Categories: Health Training

Four active recovery workouts

August 31, 2017

If your Tuesday workout was a so-hard-you-almost-threw-up tempo run or an I-tasted-blood-in-my-mouth interval-focused group ride, you’re probably hoping your Wednesday workout will involve the snooze button and breakfast in bed. But Mary Johnson, a USATF Level 1 certified coach and the owner of Lift.Run.Perform, says you may want to reconsider.

While passive recovery can be oh-so-satisfying, getting an active move on may help promote recovery, and could actually leave you feeling better – and less sore – than you did post-tempo. (Click here to read more about why active recovery should be a crucial part of every athlete’s training plan.) Here are four active recovery workouts to choose from the day after you’ve gone all-out – and then you’re free to have a short stack in bed.

If you’re a seasoned runner…

Get out for a 30-minute light run. “But give yourself a speed limit or use your heart-rate monitor to make sure you’re staying between 60 to 70 percent of your max,” says Johnson. Not feeling the pavement pounding? Hit the pool for 30 minutes of aqua jogging.

If you’re really sore or beat up from the day before…

Spend at least 8 to 10 minutes on a foam roller, then move into some slow, intentional joint rotations, starting with the ankle and moving all the way up the body, Johnson says. Work your ankles, hips, and shoulders, and then move into a series of locomotive movements. Johnson’s favorites are a knee hug to lunge, dynamic heel-to-butt stretching, and side lunges with a cross-over hip stretch (like a figure-4 stretch). Cap it off with 20 to 30 minutes of brisk walking if you’re feeling up for it.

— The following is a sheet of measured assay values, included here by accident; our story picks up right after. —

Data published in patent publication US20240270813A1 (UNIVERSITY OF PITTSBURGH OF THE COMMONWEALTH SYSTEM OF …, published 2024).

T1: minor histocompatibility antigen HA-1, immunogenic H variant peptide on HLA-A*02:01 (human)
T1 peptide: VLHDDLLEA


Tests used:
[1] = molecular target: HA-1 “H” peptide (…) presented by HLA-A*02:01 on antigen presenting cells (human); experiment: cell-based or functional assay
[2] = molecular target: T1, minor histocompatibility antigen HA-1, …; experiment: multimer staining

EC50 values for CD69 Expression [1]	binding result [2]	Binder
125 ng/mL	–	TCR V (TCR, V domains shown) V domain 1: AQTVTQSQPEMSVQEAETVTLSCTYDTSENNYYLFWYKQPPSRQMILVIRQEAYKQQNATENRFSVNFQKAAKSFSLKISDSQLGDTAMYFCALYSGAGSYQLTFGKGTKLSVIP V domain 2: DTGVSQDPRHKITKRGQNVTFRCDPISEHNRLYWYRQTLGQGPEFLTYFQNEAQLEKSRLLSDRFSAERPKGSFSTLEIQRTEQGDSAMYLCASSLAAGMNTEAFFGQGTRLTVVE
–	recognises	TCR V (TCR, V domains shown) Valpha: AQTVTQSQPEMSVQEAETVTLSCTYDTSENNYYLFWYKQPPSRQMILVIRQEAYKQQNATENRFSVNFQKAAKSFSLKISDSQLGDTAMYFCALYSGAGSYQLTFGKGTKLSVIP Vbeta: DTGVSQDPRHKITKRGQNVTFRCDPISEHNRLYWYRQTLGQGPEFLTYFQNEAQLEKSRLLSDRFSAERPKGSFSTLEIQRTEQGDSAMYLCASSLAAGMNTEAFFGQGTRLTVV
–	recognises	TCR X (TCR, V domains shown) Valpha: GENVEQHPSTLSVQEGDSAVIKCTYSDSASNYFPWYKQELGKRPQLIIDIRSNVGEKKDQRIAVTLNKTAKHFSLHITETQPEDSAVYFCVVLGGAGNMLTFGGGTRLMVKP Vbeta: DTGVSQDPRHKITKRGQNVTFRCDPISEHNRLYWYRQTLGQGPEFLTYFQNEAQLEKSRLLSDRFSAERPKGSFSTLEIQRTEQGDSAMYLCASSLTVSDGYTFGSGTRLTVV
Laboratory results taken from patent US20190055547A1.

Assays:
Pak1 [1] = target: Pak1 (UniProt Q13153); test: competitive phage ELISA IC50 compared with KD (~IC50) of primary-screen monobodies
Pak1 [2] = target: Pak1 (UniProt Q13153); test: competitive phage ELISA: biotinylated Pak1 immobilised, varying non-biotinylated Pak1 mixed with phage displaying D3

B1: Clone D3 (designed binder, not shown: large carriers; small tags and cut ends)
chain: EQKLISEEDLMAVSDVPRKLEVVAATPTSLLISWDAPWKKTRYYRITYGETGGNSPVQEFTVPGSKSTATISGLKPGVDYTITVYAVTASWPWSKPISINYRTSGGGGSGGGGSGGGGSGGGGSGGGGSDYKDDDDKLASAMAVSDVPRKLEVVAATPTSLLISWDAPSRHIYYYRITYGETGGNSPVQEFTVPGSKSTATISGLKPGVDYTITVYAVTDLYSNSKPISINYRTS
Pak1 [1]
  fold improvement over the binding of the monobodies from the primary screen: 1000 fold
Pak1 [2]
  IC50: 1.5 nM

If you’re in the mood to sit on a cardio machine…

Saddle up on a stationary bike, elliptical machine, or rower, and go easy for 30 to 45 minutes, Johnson says. “Just make sure you’re keeping your heart rate low enough,” she adds. “Your rate of perceived exertion should stay around a 4 on a scale from 1 to 10.”

If you’re feeling pretty good and just want to move…

Hit the gym or the great outdoors for a bodyweight workout. “Cardio and active recovery days don’t always need to be on a machine,” says Johnson. “Mix things up and experience different planes of motion through body-weight exercises.” Here’s what she recommends:

  • A warmup including 8 to 10 minutes of foam rolling, glute warmup exercises (including forward, backward, and diagonal walks with an exercise band), clamshells, and lower leg and hip flexor mobility (like dynamic leg swings and side reaches, for example).
  • Repeat the following exercises for 30 to 45 minutes, keeping your heart rate below 70 percent of your max the entire time:
    • 15-yard march
    • 10 bodyweight squats
    • 20 seconds of jumping jacks
    • 30-second plank
    • 15 yards of side lunges (pivoting from side to side)
    • 15-yard skip
    • 10 bodyweight lunges (5 on each side)
    • 15-yard lateral skip
    • 15 yards of reverse lunges
    • Isometric holds: 30 seconds each of a lunge, squat, and side plank
  • A cooldown including pigeon pose, downward-facing dog (hold it for at least five deep belly breaths), and child’s pose.


Please note that the information provided in the Polar Blog articles cannot replace individual advice from health professionals or physicians. Please consult your physician before starting a new fitness program.

In the spotlight

Mary Johnson

Mary Johnson

Mary Johnson is a USATF Level 1 certified coach, and is the owner of Lift.Run.Perform.